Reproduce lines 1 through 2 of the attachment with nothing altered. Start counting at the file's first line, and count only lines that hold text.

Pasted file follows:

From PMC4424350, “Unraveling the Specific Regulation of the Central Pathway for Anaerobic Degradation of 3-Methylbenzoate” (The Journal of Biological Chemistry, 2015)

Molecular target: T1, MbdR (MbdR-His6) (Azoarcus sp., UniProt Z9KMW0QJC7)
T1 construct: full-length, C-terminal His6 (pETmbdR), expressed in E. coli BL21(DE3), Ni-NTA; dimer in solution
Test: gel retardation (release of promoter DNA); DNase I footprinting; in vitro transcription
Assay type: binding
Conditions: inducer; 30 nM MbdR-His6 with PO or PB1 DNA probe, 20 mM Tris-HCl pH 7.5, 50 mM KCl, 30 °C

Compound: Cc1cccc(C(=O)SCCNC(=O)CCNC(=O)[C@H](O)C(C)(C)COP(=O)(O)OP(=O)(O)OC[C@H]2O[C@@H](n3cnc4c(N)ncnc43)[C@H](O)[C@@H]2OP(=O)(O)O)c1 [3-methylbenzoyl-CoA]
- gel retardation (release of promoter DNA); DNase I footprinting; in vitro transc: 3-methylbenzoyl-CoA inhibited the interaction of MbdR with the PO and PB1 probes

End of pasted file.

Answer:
From PMC4424350, “Unraveling the Specific Regulation of the Central Pathway for Anaerobic Degradation of 3-Methylbenzoate” (The Journal of Biological Chemistry, 2015)

Molecular target: T1, MbdR (MbdR-His6) (Azoarcus sp., UniProt Z9KMW0QJC7)